Go for Broke

Go for Broke

A recent piece in the Chicago Sun-Times featured Yosh Yamada, a long-time teacher and coach at Englewood High School read more here.  He was one of thousands of Japanese-Americans who ended up in Chicago because they were never given the opportunity to return to their homes after being sent to internment camps during WWII.  After release the article says, “He was drafted into the Army, where, he later wrote, ‘I served the very country that had imprisoned me.’ ”  Yosh went on to serve the students of Chicago for decades.

This coming weekend we celebrate Memorial Day. The day is intended to remember those who gave their lives while serving our country. 

The most decorated unit of its size and length was the 100th/442nd, the self-named “Go for Broke” comprised of the Nisei, or second generation Japanese Americans.  While their families were interned at home, they fought for liberty abroad.  They rescued Texas Rangers, fought at places whose names are infamous, like Anzio and Cassino, and some liberated a sub-camp of Dachau.

So this weekend, between all the fun, perhaps learn a bit about these amazing American heroes. Here are some potential sites.

https://www.goforbroke.org/learn/history/index.php

https://www.nationalww2museum.org/war/articles/japanese-american-100th-infantry-battalion

 

 

 

 

 

 

Waiting for Early Dismissal

Waiting for Early Dismissal

I don’t know about you, but the last time I had this feeling about a year ending was probably 4th or 5th grade. In grade school, some of your personal heroes were the room mothers. They showed up at key dates: Halloween, the last day before winter vacation, and Valentine’s Day. I associate room mothers with sprinkles, you know the kind you find on cupcakes or amazing sugar cookies.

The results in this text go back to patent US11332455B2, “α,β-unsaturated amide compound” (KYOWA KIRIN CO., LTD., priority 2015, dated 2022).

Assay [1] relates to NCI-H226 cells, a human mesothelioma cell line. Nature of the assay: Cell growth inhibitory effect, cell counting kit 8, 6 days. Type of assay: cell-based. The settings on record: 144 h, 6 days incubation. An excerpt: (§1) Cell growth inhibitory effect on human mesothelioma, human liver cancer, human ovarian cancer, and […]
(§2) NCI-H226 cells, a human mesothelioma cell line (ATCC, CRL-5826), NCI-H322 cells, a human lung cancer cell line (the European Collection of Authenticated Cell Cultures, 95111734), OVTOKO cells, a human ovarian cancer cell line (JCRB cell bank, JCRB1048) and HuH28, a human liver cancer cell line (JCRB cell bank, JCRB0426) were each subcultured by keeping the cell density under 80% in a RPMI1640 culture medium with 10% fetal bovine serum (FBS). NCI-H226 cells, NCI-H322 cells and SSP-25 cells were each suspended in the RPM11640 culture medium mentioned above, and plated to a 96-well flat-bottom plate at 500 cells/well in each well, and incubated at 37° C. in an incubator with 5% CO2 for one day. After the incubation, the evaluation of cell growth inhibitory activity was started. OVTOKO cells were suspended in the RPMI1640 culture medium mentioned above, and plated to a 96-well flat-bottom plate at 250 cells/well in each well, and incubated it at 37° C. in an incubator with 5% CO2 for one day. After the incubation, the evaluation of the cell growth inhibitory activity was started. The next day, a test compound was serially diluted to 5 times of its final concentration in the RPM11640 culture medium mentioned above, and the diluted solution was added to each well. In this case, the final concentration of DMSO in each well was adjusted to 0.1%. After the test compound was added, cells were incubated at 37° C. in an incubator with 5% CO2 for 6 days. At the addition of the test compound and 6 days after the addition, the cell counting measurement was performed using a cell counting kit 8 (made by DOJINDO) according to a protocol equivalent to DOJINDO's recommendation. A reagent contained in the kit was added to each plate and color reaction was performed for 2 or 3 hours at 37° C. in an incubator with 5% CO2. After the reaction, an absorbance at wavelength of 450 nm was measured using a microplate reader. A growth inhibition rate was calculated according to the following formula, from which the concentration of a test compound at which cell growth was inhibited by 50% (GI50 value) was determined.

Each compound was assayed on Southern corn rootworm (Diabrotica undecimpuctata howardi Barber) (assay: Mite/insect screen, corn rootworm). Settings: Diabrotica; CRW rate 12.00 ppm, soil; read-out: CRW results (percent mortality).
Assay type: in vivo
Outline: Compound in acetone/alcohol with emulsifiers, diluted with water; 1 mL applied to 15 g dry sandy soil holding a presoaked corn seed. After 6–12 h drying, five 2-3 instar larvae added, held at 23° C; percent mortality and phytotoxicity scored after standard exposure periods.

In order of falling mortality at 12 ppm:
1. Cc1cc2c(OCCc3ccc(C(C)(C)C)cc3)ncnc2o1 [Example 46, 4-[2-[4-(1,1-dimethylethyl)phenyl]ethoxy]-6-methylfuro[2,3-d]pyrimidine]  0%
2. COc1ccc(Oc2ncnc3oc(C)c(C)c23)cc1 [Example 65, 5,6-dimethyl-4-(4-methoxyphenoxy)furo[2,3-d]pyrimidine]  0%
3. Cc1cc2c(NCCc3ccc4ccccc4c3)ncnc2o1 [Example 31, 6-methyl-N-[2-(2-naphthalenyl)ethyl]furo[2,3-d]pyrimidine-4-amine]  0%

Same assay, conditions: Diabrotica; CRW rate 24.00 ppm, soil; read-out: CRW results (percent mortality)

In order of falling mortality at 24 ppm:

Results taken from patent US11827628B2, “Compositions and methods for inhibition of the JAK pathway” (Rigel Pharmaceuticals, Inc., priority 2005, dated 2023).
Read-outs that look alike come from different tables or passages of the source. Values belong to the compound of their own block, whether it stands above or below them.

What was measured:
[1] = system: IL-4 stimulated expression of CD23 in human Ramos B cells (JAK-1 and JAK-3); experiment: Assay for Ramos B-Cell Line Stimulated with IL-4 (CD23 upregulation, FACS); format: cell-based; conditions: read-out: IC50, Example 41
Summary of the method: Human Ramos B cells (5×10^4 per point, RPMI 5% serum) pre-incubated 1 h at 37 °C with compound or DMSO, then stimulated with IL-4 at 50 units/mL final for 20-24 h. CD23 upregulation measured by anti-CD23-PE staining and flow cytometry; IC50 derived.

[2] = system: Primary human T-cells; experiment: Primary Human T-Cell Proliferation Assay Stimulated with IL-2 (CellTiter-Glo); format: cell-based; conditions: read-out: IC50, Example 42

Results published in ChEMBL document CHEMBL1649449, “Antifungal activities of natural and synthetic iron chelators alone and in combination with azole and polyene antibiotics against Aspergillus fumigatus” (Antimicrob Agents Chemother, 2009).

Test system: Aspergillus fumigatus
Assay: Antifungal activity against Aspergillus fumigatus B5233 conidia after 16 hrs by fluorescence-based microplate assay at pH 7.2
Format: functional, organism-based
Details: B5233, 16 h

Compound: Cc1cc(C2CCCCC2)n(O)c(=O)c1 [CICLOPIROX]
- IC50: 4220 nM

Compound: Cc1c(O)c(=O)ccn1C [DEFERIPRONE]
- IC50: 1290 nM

But the most important day that they refereed was that last day of school before winter break. Because the only thing that stood between a bunch of kids getting out of school for two whole weeks was that sugar infused party, complete with sprinkles.  

Now this is when we take pity on any grade school teacher. Those poor teachers spent the entire morning trying to calm a class full of children that acted as though they had already ingested a container full of sprinkles before they even got to school. We wriggled in our seats, barely able to contain our excitement …. if it had snowed outside, the distraction reached new heights. So, in an effort to keep us in our seats those poor teachers, who we might add were completely exhausted from trying to teach an entire semester, thought that they would outwit us, by giving us games and puzzles instead of work to keep us occupied until those room mothers showed up.

We’d sit there with our pencils in our fingers and start on the worksheets.  We quickly figured out the teacher had tricked us into doing some math before we could color in a winter scene, or do a word search to review our spelling words from first semester.  

In tribute to all those teachers from our childhood, and all of those teachers who have been coping as best they can in the fall semester of 2020, here’s a word search in hopes that this just might distract you for just a couple minutes as you wait with fingers crossed, hoping that the principal will get on the intercom and let us out with early dismissal from this year.

Lest We Forget

Lest We Forget

Every last one of us is experiencing COVID-19 Fatigue, and we’ve only been at this eight months.

A year ago I was in Australia for Remembrance Day.  When I realized I would be there on the 11th of November, I knew where I had to be at 11 am. At the Cenotaph in Sydney, an older female veteran caught my attention, medals and all.

I first became aware of the outsized sacrifice of Australian and New Zealanders (ANZACs) in WWI, when I heard a folk song called “The Band played Waltzing Matilda.”

What the soldiers had to deal with when they came home in 1919? A pandemic. A year ago, I nodded in historic empathy, “Imagine, after nearly four years of war, all that sacrifice, for a small nation of 4.5 million when war broke out.” Nearly 62,000 soldiers died, to then come home and have an additional 15,000 people die from a pandemic? 

It is November 11th again. We want to complain about pandemic exhaustion, but what we label exhaustion will never begin to compare to those that survived WWI only to battle through the 1918-1919 pandemic. We may go to war for the last roll of toilet paper, or battle with our loved ones to stay in or wear masks, but in the face of true sacrifice, it truly dims.